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Monday, March 16, 2015

Why Oil Production Isn't Going Down

Oil inventories have been growing lately, as you know if you've been reading this blog: We now have 450 million barrels on hand, versus an available physical storage capacity (in the U.S.) of 521 million barrels. Most major (and many smaller) oil companies have made drastic cuts to CapEx expenditures for 2015, which means less exploration and new drilling. Which should slow the pile-up of crude stocks, right?

Wrong. It's true that many less-productive rigs are being idled. As of a week ago, only 866 rigs were still active in the U.S., down almost 50% from October, when they’d peaked at 1,609. But here's the nasty little secret most people outside of the oil industry don't know: Many small to midsize producers have no way to service their debt except to sell oil. Therefore, most are continuing to bring oil to market as fast as they can (but also as cheaply as they can, using only the most efficient rigs). In fact, the cheaper oil becomes, the more oil these producers have to bring to market to service their debt. Hence, production will only continue to skyrocket.


Some indication of how serious the situation is can perhaps be garnered from the surprise announcement last Friday that the U.S. government will buy 5 million barrels of oil for the Strategic Petroleum Reserve. Just a year ago, the Dept. of Energy caught oil markets off guard with a "test sale" of 5 million barrels of oil from the Strategic Petroleum Reserve. Thus, the Dept. of Energy has gone from selling oil to being a buyer of reserve oil, in one year.

It will have little effect, in any case. While 5 million barrels may sound like a lot of oil, it represents only one week's additional inventory surplus, or half a day of production. Unless the government decides to buy this much oil every week, we're looking at a continued pile-up of 4 to 7 million barrels of surplus oil per week, meaning we might be just 10 weeks away from hitting the absolute storage limit of 521 million barrels. As we approach that limit, oil prices will fall, perhaps precipitously, and some producers will default on their debts, a process that has already begun.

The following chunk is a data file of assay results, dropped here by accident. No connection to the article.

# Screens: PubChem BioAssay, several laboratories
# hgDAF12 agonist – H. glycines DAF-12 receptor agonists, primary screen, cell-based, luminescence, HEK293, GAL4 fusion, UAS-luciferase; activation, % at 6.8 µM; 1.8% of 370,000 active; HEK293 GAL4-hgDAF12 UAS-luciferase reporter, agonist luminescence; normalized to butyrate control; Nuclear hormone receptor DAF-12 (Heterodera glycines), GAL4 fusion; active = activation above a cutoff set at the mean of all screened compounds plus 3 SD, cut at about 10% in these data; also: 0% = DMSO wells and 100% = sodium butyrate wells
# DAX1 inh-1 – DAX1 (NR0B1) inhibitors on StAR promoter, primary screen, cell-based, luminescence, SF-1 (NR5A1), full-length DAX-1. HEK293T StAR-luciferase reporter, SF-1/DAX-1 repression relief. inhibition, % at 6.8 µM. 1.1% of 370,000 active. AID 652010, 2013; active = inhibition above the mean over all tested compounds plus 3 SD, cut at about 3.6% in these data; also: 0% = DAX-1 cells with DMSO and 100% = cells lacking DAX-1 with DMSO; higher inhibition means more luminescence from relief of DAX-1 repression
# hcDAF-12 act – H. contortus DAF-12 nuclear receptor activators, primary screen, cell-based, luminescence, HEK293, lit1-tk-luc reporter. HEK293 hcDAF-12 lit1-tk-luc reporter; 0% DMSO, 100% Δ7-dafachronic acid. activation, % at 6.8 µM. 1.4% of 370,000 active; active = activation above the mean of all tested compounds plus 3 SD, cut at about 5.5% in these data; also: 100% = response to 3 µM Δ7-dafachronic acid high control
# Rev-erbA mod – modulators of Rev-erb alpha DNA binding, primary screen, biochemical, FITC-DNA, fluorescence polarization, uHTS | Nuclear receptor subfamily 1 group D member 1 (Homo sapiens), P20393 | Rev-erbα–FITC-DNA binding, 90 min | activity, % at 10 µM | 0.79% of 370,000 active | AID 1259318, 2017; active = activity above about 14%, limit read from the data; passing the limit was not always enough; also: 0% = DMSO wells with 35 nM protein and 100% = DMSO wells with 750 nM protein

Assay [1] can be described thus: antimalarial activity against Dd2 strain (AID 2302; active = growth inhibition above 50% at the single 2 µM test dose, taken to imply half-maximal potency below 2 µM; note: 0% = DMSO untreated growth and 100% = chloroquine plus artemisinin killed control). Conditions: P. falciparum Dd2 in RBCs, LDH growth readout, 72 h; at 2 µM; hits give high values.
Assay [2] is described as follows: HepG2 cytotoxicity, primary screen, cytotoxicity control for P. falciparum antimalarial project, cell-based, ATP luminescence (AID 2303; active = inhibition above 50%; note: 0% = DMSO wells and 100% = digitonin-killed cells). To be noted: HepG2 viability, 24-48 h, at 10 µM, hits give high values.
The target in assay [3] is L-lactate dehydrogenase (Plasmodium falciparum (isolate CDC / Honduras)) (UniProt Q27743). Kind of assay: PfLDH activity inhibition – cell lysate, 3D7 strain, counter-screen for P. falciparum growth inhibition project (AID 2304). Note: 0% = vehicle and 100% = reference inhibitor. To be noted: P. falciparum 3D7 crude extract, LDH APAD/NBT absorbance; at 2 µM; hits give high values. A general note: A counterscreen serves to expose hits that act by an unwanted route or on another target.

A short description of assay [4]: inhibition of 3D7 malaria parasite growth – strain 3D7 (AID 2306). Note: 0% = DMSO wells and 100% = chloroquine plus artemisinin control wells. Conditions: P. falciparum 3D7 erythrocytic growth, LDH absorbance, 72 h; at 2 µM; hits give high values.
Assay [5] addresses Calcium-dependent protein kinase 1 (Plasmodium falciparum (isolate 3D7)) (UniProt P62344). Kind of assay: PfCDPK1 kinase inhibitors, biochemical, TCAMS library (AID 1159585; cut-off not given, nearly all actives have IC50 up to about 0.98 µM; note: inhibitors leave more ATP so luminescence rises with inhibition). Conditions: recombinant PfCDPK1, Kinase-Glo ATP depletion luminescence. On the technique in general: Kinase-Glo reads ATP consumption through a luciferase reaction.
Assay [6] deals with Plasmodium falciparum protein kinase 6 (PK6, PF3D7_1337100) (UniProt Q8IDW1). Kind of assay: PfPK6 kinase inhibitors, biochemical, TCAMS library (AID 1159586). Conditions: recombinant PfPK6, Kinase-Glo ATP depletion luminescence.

For more coverage of the oil situation, I recommend paying attention to wolfstreet.com.

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Will the Fed Raise Rates?

Lots of talk about the Fed meeting this week. Will they stop using the word "patience"? Will they talk about raising rates? Will the rate changes happen this summer? Etc.

Let's remember one thing. Even if the Fed does nothing, the Euro (which is in freefall) will pass through dollar parity on its own, and continue downward. If the Fed raises rates, the dollar will strengthen at exactly the wrong time, with disastrous effects not only for American industrials but debtor nations and others around the world.

The Fed is by nature cautious. I like to think they're also sensitive to the needs of business. And I'm delusional enough to think they won't treat the American economy as if it exists in a vacuum; they will consider the global consequences of their actions.

Therefore there is no way rates are going up any time soon. Hopefully, this becomes clear by Wednesday.

The market is rallying on the rumor; will it rally on the news, too? Probably. This market doesn't want to go down.

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The following list of people who retweeted me yesterday might not be 100% complete, but it's as good as I can do with my silly notifications-scraping hack. In any case, you should get busy following the folks shown below. They're fantastic Twitter networkers, and they retweet! (Click their pictures; the pics are live links.)



Have you added your name to our mailing list? What the heck are you waiting for, a personal invitation from @TheTweetOfGod

Also please visit HackYourDepression.com when you have a chance, and share that link with someone you know who might be suffering from anxiety or depression.     

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